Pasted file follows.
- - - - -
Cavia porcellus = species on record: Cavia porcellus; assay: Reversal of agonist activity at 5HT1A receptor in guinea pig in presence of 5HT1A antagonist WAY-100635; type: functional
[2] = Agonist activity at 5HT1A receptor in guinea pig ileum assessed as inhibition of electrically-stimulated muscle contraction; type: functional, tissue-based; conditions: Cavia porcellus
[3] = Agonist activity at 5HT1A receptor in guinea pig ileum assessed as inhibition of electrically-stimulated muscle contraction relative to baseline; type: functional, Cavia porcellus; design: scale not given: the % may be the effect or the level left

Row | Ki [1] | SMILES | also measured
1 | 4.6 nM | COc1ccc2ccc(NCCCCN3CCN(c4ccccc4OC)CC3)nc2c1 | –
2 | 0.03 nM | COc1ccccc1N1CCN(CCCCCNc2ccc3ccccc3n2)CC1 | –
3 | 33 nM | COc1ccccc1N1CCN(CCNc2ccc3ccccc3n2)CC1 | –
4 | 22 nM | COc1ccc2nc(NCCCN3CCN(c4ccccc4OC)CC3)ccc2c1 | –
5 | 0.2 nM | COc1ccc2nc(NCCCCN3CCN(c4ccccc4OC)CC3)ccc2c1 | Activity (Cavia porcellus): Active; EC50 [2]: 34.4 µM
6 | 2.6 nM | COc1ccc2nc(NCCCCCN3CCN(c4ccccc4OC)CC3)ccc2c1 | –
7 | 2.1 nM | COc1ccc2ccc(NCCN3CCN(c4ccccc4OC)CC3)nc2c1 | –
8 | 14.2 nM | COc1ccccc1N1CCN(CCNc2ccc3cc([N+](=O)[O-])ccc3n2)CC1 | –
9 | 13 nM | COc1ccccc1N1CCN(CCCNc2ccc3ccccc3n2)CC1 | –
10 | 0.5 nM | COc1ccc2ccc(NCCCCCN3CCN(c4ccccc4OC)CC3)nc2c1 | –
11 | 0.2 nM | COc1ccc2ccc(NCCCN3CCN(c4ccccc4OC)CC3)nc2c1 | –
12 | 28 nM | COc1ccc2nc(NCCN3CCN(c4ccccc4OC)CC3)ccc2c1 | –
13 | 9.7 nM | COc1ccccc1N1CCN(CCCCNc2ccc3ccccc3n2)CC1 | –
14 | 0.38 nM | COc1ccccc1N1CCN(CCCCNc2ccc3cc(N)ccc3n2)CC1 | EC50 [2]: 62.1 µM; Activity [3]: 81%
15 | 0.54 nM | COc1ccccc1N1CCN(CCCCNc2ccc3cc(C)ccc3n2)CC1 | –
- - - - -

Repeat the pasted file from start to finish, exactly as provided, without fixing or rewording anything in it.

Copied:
Cavia porcellus = species on record: Cavia porcellus; assay: Reversal of agonist activity at 5HT1A receptor in guinea pig in presence of 5HT1A antagonist WAY-100635; type: functional
[2] = Agonist activity at 5HT1A receptor in guinea pig ileum assessed as inhibition of electrically-stimulated muscle contraction; type: functional, tissue-based; conditions: Cavia porcellus
[3] = Agonist activity at 5HT1A receptor in guinea pig ileum assessed as inhibition of electrically-stimulated muscle contraction relative to baseline; type: functional, Cavia porcellus; design: scale not given: the % may be the effect or the level left

Row | Ki [1] | SMILES | also measured
1 | 4.6 nM | COc1ccc2ccc(NCCCCN3CCN(c4ccccc4OC)CC3)nc2c1 | –
2 | 0.03 nM | COc1ccccc1N1CCN(CCCCCNc2ccc3ccccc3n2)CC1 | –
3 | 33 nM | COc1ccccc1N1CCN(CCNc2ccc3ccccc3n2)CC1 | –
4 | 22 nM | COc1ccc2nc(NCCCN3CCN(c4ccccc4OC)CC3)ccc2c1 | –
5 | 0.2 nM | COc1ccc2nc(NCCCCN3CCN(c4ccccc4OC)CC3)ccc2c1 | Activity (Cavia porcellus): Active; EC50 [2]: 34.4 µM
6 | 2.6 nM | COc1ccc2nc(NCCCCCN3CCN(c4ccccc4OC)CC3)ccc2c1 | –
7 | 2.1 nM | COc1ccc2ccc(NCCN3CCN(c4ccccc4OC)CC3)nc2c1 | –
8 | 14.2 nM | COc1ccccc1N1CCN(CCNc2ccc3cc([N+](=O)[O-])ccc3n2)CC1 | –
9 | 13 nM | COc1ccccc1N1CCN(CCCNc2ccc3ccccc3n2)CC1 | –
10 | 0.5 nM | COc1ccc2ccc(NCCCCCN3CCN(c4ccccc4OC)CC3)nc2c1 | –
11 | 0.2 nM | COc1ccc2ccc(NCCCN3CCN(c4ccccc4OC)CC3)nc2c1 | –
12 | 28 nM | COc1ccc2nc(NCCN3CCN(c4ccccc4OC)CC3)ccc2c1 | –
13 | 9.7 nM | COc1ccccc1N1CCN(CCCCNc2ccc3ccccc3n2)CC1 | –
14 | 0.38 nM | COc1ccccc1N1CCN(CCCCNc2ccc3cc(N)ccc3n2)CC1 | EC50 [2]: 62.1 µM; Activity [3]: 81%
15 | 0.54 nM | COc1ccccc1N1CCN(CCCCNc2ccc3cc(C)ccc3n2)CC1 | –